It was the early 1920s when the US Highway system was being blazed across the nation. The most legendary and storied road, was of course, Route 66. There's a long-forgotten and bypassed section of the highway that still bears tracks of turkeys who crossed the wet pavement in the 1920s, 100 years ago.

The tracks are in southern Illinois on the old road between Springfield and St. Louis. You can find them near the town of Nilwood where Donaldson Road turns off of State Road 4. Donaldson Road is the old alignment for US 66.

A website dedicated to Route 66 shares the story of the making of the Turkey Tracks:

These tracks predate Route 66 (created in 1926) because they were made when Illinois Route 4 was paved in concrete in the early 1920s between Chicago and St. Louis something that took place between 1921 and 1926....There were no wild turkeys in Nilwood Illinois in the 1920s because they had been eliminated by human activities a decade earlier.

The culprit then must have been domestic turkeys from a nearby farm.

Here's a look at the turkey tracks:

Recent photos of the Turkey Tracks and the roads leading to it were shared on the Abandoned and Historic Roads of the US Facebook group.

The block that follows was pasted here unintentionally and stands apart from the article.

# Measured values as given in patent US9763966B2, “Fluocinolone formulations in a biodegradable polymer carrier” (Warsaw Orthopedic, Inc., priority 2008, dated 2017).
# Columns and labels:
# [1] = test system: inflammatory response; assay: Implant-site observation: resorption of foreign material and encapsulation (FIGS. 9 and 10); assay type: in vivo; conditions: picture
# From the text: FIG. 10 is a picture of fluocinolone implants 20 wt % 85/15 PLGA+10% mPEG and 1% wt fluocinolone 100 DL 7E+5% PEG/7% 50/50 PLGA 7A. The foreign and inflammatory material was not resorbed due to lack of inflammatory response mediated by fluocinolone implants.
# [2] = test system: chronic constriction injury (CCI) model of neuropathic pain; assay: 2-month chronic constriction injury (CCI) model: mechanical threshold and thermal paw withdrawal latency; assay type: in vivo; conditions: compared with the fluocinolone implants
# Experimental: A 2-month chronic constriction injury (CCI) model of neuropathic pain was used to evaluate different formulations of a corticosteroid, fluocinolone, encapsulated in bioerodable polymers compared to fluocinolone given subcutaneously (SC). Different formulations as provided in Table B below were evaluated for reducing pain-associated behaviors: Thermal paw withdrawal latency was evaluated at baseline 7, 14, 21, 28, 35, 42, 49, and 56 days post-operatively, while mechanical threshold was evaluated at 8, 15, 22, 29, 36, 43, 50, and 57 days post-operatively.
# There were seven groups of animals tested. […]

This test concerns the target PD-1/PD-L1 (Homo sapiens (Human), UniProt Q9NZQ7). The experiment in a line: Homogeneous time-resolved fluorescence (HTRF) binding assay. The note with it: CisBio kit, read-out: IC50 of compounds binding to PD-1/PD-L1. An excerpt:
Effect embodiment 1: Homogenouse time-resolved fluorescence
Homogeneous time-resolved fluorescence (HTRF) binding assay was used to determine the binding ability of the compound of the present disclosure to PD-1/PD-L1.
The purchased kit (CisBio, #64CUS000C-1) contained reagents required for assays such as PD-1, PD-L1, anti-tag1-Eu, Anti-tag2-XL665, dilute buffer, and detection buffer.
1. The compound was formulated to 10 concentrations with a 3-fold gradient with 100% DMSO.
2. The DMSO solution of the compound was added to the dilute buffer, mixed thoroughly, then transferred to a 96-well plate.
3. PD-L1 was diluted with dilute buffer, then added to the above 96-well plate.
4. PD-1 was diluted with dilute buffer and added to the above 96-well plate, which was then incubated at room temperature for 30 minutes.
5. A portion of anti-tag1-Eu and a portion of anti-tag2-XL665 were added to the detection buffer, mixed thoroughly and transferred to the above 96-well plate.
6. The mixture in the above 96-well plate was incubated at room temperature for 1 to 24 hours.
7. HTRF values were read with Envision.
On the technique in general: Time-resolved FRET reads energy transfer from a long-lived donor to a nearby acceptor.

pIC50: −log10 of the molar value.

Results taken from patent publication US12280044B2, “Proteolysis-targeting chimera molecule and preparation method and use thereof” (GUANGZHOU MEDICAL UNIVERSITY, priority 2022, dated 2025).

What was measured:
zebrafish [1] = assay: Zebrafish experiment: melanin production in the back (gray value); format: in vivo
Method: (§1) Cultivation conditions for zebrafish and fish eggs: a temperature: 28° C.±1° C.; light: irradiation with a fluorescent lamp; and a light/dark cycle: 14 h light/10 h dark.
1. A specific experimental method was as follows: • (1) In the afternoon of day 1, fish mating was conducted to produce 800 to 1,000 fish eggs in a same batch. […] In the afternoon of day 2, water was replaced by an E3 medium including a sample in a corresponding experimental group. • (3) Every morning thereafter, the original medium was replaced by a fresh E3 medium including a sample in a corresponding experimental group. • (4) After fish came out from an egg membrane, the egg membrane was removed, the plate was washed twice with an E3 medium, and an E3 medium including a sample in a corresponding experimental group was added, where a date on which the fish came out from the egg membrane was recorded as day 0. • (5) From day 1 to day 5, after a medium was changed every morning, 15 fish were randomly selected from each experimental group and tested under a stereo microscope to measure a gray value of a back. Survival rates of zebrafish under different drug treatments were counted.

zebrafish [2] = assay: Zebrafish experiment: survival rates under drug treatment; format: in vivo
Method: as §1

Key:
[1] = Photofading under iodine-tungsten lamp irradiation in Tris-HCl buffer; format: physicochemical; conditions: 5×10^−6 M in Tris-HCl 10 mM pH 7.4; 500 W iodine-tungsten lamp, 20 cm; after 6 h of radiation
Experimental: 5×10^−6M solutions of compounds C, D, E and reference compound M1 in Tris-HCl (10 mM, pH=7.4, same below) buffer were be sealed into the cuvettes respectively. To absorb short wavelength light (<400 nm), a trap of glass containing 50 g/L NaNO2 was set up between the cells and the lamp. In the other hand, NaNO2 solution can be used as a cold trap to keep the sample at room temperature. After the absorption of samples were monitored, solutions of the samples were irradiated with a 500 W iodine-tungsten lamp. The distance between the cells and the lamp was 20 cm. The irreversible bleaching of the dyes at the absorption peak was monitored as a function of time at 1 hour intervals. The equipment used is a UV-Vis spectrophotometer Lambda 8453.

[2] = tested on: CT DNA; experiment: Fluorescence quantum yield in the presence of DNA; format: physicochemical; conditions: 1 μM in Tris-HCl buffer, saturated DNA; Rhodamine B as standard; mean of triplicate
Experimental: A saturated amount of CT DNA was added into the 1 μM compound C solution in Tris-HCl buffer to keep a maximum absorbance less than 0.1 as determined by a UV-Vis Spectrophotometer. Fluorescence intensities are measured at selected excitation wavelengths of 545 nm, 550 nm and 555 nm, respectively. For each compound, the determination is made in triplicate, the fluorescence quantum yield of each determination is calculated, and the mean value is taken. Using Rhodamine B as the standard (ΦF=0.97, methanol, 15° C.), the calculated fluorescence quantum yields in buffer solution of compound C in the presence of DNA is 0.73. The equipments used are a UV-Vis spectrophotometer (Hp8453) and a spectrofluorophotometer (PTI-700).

It's another nearly-forgotten piece of Americana that reminds us that the most interesting experiences happen when you get off the interstate and discover the backroads.

Old Route 66 is well marked and fairly easily traveled through Illinois, but there's one section you can't drive one. In the town of McCook near Chicago, the roadway under the old Route 66/Joliet Road is unstable due to a nearby quarry so the road, while is still exists, is barricaded and undrivable. The area is patrolled by local police, so any visits are strongly advised against.

Driving the old Route 66 end to end, from Chicago to Santa Monica is a dream for many, but it's hardly the old road trip worth making across America. Here are some must-drive roads from all over the US.

See the Must-Drive Roads in Every State

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